It is called the "Pit Lane" and it has a tourbillon. That pretty much sums the personality of this Cecil Purnell brand timepiece I am about to review. Priced at about $200,000 and designed to be wild, what you are looking at is more than a simple timepiece, but an example of luxury watch art. Love it or hate it, the Pit Lane is a fantasy watch for men who need items to go with their fantasy car, fantasy home, fantasy job, and fantasy life. It is a true experience of the wealthy to own products such as this, and I take a deep look into its guts.
Timepieces like the Pit Lane prove difficult to review in the normal sense of a product review. For example, you can't really consider concepts like practicality. That is because a product like this is intentionally interested in disregarding practicality in terms of how it looks, what it costs, and how it is intended to be worn. In fact, chances are that you'll never see a watch like this in your entire life. For this particular version of the Pit Lane, Cecil Purnell is producing 10 pieces. There is also a version in an all titanium case that will produced as another 10 piece limited edition. That means 20 Pit Lane watches for the entire world, period.
Now let's assume that Cecil Purnell produces a few more limited editions; there are still likely to be less than 50 Pit Lanes ever made - and most of them will be sold directly from the brand to the end-customer. Welcome to the world of ultra-exclusivity. One step below totally bespoke goods, such ultra-exclusive items represent an entire world of products that exist outside what most people are aware of. This is one of the allures of high-end watches for people like me. You get to live as a sort of horological explorer. Not every watch made ends up online being written about by popular websites. There is still so much stuff out there that you aren't going to find unless you seek it out. In fact, most watch collector's will often be quick to tell you that the hunt is often so much more fun than the acquisition.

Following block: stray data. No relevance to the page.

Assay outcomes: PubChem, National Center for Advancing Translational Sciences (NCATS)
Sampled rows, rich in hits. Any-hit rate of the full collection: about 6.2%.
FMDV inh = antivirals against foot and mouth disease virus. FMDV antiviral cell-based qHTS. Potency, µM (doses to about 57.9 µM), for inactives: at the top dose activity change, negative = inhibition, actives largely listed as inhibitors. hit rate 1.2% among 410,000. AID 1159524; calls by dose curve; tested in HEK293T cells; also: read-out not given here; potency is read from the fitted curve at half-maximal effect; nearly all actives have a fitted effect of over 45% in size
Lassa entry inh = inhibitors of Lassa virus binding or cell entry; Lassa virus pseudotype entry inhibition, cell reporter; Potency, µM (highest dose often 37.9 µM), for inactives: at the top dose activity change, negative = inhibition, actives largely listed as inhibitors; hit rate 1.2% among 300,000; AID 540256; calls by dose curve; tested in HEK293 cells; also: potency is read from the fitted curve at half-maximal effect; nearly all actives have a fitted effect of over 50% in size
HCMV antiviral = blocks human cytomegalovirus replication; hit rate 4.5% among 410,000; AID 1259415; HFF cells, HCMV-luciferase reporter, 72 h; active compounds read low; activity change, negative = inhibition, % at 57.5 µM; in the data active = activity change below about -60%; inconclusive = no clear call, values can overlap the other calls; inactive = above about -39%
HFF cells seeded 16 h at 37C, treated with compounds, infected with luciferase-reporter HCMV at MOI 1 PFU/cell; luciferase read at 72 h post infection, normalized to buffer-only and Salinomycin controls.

Cecil Purnell is a brand that we've written about on aBlogtoWatch before, but it is still a company we know little about. What we know is that their timepieces are anything but conservative or traditional and their annual production is very limited. Those who find most of their watch satisfaction from Rolex or Patek Philippe will have little interest in weird stuff like this. Having said that, people looking for serious novelty and willing to pay for effort that sometimes rides a fine line between talent and madness... will enjoy something like this. The good news is that it is actually quite comfortable on the wrist.
There are design elements about the Pit Lane that I enjoy and others that I feel could have been done in a more refined way. Then again, there are dozens upon dozens of design elements to the watch. Many timepieces today attempt to be elegant, simple, classic... Opting to go with a more modern sense of artistic expression that communicates a totality using as few lines as possible. While I have great respect for many of those watches, that really isn't what a piece like the Pit Lane is all about. In fact, while the design is of course contemporary, the aesthetic philosophy of the Pit Lane is ancient. It goes back to a time when a composition was judged more by its aggregated effort as opposed to the totality of its grace and poise. This is creation that wants to suggest, "I'm complicated."
With a name like "Pit Lane" you'd expect a degree of auto racing inspiration. This particular version has checkered black and white hands which are a bit like racing flags but otherwise I am not really seeing too much "motor sport" inspiration. Rather, it looks like a watch inspired by industrial loading trucks. If you are the type of land baron who feels that on any given day your choice of vehicle is a massive dump truck with high-end two-tone leather seats and 6 foot rims for the tires, then the Pit Lane is the watch for you. And here I was thinking that the watch industry had all but abandoned the needs of real industrialists in favor of the fashion elite. There is still a timepiece for everyone out there.